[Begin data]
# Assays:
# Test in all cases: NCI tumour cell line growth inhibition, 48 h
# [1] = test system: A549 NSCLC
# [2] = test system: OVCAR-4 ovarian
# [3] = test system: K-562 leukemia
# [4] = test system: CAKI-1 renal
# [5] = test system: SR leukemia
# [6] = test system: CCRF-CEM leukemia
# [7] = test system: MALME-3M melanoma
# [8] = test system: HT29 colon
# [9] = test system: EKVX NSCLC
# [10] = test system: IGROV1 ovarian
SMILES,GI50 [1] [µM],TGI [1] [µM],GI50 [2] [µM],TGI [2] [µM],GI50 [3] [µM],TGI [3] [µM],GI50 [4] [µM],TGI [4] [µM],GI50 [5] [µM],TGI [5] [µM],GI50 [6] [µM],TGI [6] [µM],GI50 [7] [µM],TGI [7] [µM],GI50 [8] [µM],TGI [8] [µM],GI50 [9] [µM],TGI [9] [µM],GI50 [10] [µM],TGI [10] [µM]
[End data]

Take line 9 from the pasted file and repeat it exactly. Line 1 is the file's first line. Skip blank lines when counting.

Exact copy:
# [7] = test system: MALME-3M melanoma